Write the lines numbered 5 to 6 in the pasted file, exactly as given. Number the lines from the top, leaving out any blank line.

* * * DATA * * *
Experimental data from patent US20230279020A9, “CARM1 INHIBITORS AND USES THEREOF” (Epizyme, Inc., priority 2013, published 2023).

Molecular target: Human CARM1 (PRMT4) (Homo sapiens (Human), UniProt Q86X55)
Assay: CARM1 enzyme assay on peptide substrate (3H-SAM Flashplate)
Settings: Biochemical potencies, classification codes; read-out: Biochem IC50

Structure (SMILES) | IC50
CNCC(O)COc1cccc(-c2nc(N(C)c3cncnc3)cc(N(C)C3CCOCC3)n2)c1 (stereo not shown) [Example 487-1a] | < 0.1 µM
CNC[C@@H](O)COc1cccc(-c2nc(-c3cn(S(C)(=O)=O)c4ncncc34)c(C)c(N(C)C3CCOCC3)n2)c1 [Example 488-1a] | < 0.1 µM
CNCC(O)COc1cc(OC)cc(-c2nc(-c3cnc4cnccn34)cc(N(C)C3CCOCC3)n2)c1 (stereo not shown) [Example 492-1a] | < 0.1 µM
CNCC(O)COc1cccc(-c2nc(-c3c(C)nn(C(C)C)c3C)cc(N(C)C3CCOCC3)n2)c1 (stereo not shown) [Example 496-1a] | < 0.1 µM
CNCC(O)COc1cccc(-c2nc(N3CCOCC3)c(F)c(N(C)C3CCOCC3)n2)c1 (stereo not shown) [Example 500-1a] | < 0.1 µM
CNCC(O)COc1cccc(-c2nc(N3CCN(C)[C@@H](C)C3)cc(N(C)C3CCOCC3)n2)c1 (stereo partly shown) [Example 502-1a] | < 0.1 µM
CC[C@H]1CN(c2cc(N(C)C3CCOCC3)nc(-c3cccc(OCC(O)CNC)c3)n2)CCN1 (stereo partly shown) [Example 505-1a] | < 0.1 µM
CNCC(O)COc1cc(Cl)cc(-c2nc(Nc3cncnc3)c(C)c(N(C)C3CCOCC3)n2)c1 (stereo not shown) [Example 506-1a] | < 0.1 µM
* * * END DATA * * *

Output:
Structure (SMILES) | IC50
CNCC(O)COc1cccc(-c2nc(N(C)c3cncnc3)cc(N(C)C3CCOCC3)n2)c1 (stereo not shown) [Example 487-1a] | < 0.1 µM